Advanced Clear Cell RCC: Impact of the CLEAR Trial on Real-World Practice

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Expert panelists consider how updated data from the CLEAR trial of lenvatinib + pembrolizumab in advanced clear cell RCC have impacted their real-world clinical practice.

Transcript:

Brian I. Rini, MD, FASCO: So, let me pause there and let me…ask [this to] my faculty. And Bob, I’ll start with you, since you’re on my screen…. You presented the CLEAR [NCT02811861] updates both at ASCO [American Society of Clinical Oncology] and at KCRS [Kidney Cancer Research Summit]. So, what do you think of these long-term data? Did they change your way of thinking about approaching patients? What was the value in your practice?

Robert J. Motzer, MD: So the long term follow-up of a CLEAR trial that we reported at KCRS was really…dovetailed out of the more definitive analysis, the final prespecified overall survival analysis that was presented by Tom Hudson[, MD], at the June ASCO [meeting]. And...it was really confirmatory and reassuring of really the extraordinary efficacy that we see with this program. The response rate of over 70% is the highest response rate we’ve ever seen with any program in RCC [renal cell carcinoma] and the median duration of progression free survival of almost 24 months, again, is the longest that we’ve seen. The survival benefit...was reassuring. People have focused on...the changing HR. But...that really…reflects subsequent therapy and availability to IO [immuno-oncology] therapy, second or third line, as well as…smaller numbers of patients. And the fact that it’s not a...primary analysis of overall survival. The response rate...is really pretty amazing with CR [complete response] rates of almost 20%, many of which are durable. And so...it really…speaks to the high level of efficacy for this particular program and for the particular approach overall of TKI [tyrosine kinase inhibitor] IO therapy and first-line therapy for RCC.

Brian I. Rini, MD, FASCO: Yeah, I agree. Betsy…I showed some of the response duration numbers...and the CR was about 44 and then…decreases as you have less shrinkage. What do you think of the numbers? Is that something you’d talk to patients about? How are you going to use that?

Elizabeth R. Plimack, MD, MS: I think that’s still the most compelling number of the CLEAR trial, the very low rate of patients who progressed right through it. And so, achieving that level of control, stable disease included, is really important. And...one of the most compelling hallmarks of this particular regimen, the approach overall…in terms of durability…there’s achieving a response, there’s holding on to the response, there’s losing the response, but staying on therapy and meeting overall control, and then there’s…the best-case scenario where you can stop the drugs and continue disease control off therapy. And those are all…different versions of duration of response and all…are really good places to be…for patients. It is hard to speak for the patient in front of you in terms of their chances of reaching one of those and which one. And it’s balanced with the toxicity they may experience over time. But in general...I give the strongest regimen, the best chance of response…treat for efficacy, manage toxicity, and give patients the hope that there is, as you said...a high CR rate here, some durable CR, NPRs, some prolonged, stable disease. Patients can do well for a long time.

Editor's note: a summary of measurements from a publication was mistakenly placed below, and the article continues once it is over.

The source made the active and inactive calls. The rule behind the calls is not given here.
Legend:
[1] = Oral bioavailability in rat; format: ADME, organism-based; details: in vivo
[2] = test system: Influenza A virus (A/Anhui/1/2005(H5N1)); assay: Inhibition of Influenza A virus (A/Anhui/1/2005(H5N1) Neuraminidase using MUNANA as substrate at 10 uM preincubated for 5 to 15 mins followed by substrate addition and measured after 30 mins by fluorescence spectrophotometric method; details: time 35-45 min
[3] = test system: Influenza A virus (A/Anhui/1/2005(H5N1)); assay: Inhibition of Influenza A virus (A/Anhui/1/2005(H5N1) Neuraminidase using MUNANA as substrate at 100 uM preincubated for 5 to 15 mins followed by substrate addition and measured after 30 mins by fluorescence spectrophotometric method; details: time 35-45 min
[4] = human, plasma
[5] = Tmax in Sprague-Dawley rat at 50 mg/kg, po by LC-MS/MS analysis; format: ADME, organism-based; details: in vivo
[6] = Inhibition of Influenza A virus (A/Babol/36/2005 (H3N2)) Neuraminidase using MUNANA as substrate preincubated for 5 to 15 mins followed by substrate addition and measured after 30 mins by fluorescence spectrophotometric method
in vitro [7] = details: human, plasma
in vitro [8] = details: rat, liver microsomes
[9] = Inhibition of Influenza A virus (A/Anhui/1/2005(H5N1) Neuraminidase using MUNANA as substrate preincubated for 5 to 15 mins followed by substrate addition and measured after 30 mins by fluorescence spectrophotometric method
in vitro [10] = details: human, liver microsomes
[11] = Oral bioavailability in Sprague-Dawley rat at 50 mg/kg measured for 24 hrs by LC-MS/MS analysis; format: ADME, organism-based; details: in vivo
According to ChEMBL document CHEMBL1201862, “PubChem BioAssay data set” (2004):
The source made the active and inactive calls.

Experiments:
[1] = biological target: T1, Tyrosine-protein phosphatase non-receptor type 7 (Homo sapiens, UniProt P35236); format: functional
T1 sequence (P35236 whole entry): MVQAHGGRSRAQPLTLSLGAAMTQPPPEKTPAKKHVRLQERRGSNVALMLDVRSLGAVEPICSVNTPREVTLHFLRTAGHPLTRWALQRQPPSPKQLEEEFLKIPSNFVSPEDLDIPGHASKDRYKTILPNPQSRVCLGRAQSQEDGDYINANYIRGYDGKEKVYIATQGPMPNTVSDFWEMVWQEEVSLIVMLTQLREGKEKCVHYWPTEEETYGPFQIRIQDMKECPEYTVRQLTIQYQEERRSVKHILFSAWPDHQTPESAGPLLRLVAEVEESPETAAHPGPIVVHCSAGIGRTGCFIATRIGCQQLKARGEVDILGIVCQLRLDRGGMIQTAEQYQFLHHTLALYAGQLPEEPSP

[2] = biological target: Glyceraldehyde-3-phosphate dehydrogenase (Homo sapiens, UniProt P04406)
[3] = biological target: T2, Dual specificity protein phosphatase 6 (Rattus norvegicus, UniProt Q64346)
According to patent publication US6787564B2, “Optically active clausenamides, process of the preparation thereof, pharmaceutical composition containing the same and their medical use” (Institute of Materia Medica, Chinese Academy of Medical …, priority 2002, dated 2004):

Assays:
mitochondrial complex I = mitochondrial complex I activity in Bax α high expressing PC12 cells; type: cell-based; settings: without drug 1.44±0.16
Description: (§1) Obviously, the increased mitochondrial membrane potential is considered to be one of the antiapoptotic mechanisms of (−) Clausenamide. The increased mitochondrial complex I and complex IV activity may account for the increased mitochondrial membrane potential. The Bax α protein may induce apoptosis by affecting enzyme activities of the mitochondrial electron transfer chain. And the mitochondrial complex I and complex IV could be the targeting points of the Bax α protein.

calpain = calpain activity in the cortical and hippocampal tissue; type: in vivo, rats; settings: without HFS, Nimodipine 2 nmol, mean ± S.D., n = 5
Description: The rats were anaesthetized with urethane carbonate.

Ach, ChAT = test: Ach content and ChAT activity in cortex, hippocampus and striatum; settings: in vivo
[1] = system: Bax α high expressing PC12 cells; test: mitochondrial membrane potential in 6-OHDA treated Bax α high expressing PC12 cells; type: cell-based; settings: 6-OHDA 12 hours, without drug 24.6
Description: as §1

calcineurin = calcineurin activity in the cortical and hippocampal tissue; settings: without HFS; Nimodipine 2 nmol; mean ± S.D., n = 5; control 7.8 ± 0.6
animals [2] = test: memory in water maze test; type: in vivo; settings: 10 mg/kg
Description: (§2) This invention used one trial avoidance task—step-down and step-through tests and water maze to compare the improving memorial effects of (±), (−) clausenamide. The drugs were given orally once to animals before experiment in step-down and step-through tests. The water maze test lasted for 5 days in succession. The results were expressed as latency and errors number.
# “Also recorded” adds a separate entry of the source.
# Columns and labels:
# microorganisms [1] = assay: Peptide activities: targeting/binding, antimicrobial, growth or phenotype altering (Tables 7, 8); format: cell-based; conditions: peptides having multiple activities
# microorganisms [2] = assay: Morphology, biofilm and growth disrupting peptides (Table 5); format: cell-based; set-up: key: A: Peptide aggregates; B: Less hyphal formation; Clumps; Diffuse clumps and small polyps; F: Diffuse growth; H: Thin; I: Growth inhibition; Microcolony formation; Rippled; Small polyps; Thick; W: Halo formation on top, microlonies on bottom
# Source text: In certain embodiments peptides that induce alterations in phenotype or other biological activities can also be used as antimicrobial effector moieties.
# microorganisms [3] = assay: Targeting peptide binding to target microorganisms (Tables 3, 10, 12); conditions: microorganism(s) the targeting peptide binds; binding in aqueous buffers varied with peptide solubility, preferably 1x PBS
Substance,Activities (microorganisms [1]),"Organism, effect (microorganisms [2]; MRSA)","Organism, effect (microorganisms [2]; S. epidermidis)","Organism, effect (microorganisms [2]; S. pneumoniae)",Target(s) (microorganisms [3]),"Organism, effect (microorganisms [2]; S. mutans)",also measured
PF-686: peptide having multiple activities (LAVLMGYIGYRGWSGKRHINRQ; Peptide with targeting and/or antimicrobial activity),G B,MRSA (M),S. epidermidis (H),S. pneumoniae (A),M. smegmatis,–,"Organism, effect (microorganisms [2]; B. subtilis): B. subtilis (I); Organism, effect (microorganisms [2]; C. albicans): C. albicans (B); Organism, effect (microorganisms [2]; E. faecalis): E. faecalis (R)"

Brian I. Rini, MD, FASCO: Moshe, anything about the CLEAR update or the KEYNOTE-426 [NCT02853331] update, which I didn’t mention, that was at ASCO? Did any of that change your mind in [your] approach to patients? And then the broader question: Do you think it changed anybody’s mind if they were doing regimen X before? Did they see these updates and now do regimen Y?

Moshe C. Ornstein, MD, MA: The updates both from CLEAR and from KEYNOTE-426, more than anything else, were just reassuring. And one of the questions in the field is always going to be, and has been for a while: With the IO TKI regimens, is the benefit only up front or is there a sustained benefit? Is there durability of response? And we’re starting to see a couple of years out now with the additional follow-up that [with the] response that’s seen up front, there is durability for subsets of patients. I am really intrigued by the depth of response data and [their] association here in the CLEAR study, both with duration of response and also with overall survival.

Now, I know a couple of years ago I may have told patients that if you have stable disease, that’s good, that’s efficient, and that’s OK. And now I’m looking at their disease and the tumor burden reductions and taking that…more into consideration as I counsel then. So...it’s taught us that a better response, more tumor shrinkage, is better overall for an individual patient. It might not be, but in general, it’s better to have a deeper response with more tumor burden shrinkage. It’s also told us that you don’t necessarily need a CR. So, on the one hand it’s told us you want more tumor burden shrinkage. On the other hand…patients [who] had at least a 75% tumor burden reduction fare fairly similarly to the patients who have a CR. So, I don’t think it’s changed anybody’s mind...it’s been reassuring just to see the additional follow-up. And I do use the extent of response in terms of the depth of response to help guide patients.

Brian I. Rini, MD, FASCO: Guide patients in terms of maybe what they can expect long term.

Moshe C. Ornstein, MD, MA: Exactly.

Transcript is AI-generated and edited for clarity and readability.

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